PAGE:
The third area, in addition to חכמה and גבורה, is אהבה, love. The Rabbis interpreted the full verse: כעת ייאמר ליעקב ולישראל מה פעל א-ל, as: Israel will prosper (כעת  refers to the future), so that even the very angels will ask Israel, in an interrogatory fashion, “What hath God wrought?” Israel will be so rich in spiritual insight, the result of love and closeness to God, that Israel will be privy to divine knowledge. Even as human lovers share secrets, so God and Israel share secrets too. How shall we attain such secrets? The Rabbis answer (partially quoted by Rashi) that Israel will sit before the Lord as students before their teacher and study Torah, asking over each section, “What hath God wrought?,” as if to say, what does this and that mean? 

In the folk imagination, this spiritual attainment is usually a sign of Messianic days, when Israel will prosper. 

But that is not, strictly speaking, correct. The love between God and Israel, as between humans, requires בטחון, faith. Hence, if there is true love, then Israel must be confident that even when things are apparently not going well, that they ultimately will, that soon even the very angels will ask us, “What hath God wrought?” Thus, the חזקוני interprets our verse that כעת, soon, a year from now, ייאמר ליעקב ולישראל, it will be said by the pagan nations concerning Israel, מה פעל א-ל, what hath God wrought, as they, the non-Jewish nations, witness the redemption of Israel. 

We ought to recall that principle of faith in the divine love during these tense and uncertain days which are now upon us. These are days when we open up the newspaper every morning expecting the worst, and often find it. Even those days when there is little news of the Middle East or Israel, we go through a one-two reaction: at first relief, and then a nagging suspicion that something foul must be cooking up in the chancelleries of the world which holds no good for us. But we must know that we will emerge stronger from all this turmoil, and that in the final analysis, Israel, both State and people, will be such as to elicit from the world the admiring statement, “What hath God wrought?” 

In the days of the Czar Aleksander III, terrible anti-Semitic promulgations were about to be decreed. The author of these was the confidant and advisor to the Czar, Constantine Probydonostsev, the infamous anti-Semite who in 1881 proposed a classic solution to the “Jewish question,” namely: one third of the Jews to emigrate, one third to be baptized, and one third to be starved to death. At this time, Baron Ginsberg thought that a delegation of distinguished Rabbis ought to meet with the Minister of the Interior in order to mollify the Czar and modify the decrees. The Minister also invited Probydonostsev to join him during the discussions. After the Rabbis spoke, the anti-Semite turned to the Minister of the Interior and said: I believe that everything in the world has a purpose, a use, a function. I can understand what reason there is for God having created mosquitoes, horses, cockroaches. There is one thing, however, which I do not understand: why did He create Jews? They are a people who are of no use, they are parasites, a blight, a disease upon the face of the world. The Minister, who was already an anti-Semite, said that he was convinced by the powerful argument of Probydonostsev.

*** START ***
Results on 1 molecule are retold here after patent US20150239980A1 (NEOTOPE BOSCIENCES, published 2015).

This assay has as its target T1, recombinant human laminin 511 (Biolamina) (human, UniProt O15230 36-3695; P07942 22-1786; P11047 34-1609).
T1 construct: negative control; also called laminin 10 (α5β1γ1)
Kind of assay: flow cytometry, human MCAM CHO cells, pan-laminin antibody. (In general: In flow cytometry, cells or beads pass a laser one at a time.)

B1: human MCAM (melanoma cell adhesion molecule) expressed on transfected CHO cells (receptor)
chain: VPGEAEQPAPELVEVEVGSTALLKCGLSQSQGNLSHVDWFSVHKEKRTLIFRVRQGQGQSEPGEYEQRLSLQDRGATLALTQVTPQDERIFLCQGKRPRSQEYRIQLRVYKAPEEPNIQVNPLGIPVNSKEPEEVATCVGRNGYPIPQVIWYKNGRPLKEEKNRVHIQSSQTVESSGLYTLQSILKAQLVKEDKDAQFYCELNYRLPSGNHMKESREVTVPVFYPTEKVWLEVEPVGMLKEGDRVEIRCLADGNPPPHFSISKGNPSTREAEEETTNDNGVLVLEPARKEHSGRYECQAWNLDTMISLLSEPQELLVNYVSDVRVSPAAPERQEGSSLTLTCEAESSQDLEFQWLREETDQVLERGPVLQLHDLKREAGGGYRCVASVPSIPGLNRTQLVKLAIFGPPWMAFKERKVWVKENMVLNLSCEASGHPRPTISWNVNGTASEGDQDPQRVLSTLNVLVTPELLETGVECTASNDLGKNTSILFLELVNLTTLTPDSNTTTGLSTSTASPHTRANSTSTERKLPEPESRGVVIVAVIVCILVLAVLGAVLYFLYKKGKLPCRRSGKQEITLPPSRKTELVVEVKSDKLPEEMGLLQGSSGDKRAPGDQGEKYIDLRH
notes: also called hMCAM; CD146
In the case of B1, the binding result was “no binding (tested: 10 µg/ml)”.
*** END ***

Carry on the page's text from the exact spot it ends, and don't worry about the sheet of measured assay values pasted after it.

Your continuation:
As the Rabbis left, they were sorely depressed and in deep gloom. Only one of them was smiling: the famous Rabbi Yitzhak Elchanan Spector of Kovno. His colleagues asked him the reason for this happy mood after such a terrible interview. He answered: Now that we have gone through this, I know that the redemption cannot be far off, that soon we will prosper. How do I know? Because we have just experienced the fulfillment of the verse כעת ייאמר ליעקב ולישראל, that as of this time, it has been said concerning Jacob and Israel, “What hath God wrought” — why did He create this people which is apparently so useless and purposeless? We have seen supposedly human beings who actually question whether we have any reason and right to exist. Hence, the time cannot be far off that the next verse will come true: הן עם כלביא יקום, וכארי יתנשא, “Behold a people that riseth up as a lioness, and as a lion doth he lift himself up” (Nu. 23:24). Just as one verse follows the other, so will the redemption and the strength of Israel follow the humiliation to which we were now subjected.

So, we have seen how the attitude of “What hath God wrought” applies to the areas of חכמה (wisdom), גבורה (power), and אהבה (love). We have seen how חכמה includes our marvelling at God’s wisdom as it is revealed in human technology as well as in raw nature; how גבורה includes blessings as well as disasters; how אהבה includes not only love during moments of felicity, but faith in the love and redemption of God even when things seem uncertain. 

When we learn to exclaim, “What hath God wrought,” in this manner, we shall be blessed with the kind of lives and homes and community, such that the same Balaam and his followers will say over us, מה טובו אוהליך יעקב משכנותיך ישראל, “How goodly are thy tents O Jacob,” thy dwelling places O Israel” (Nu. 24:5).   

Venue: The Jewish Center (New York, NY) The Jewish Center (New York, NY)

Parsha:
Balak 

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Learning on the Marcos and Adina Katz YUTorah site is sponsored today by Barry and Marcia Levinson in honor of Rabbi Eliron & Devorah Levinson and their children, and Rabbi Aviyam & Rina Levinson and their children and by Tamar and Phil Gross for a refuah shleimah for Pinchas Eliyahu ben Rachel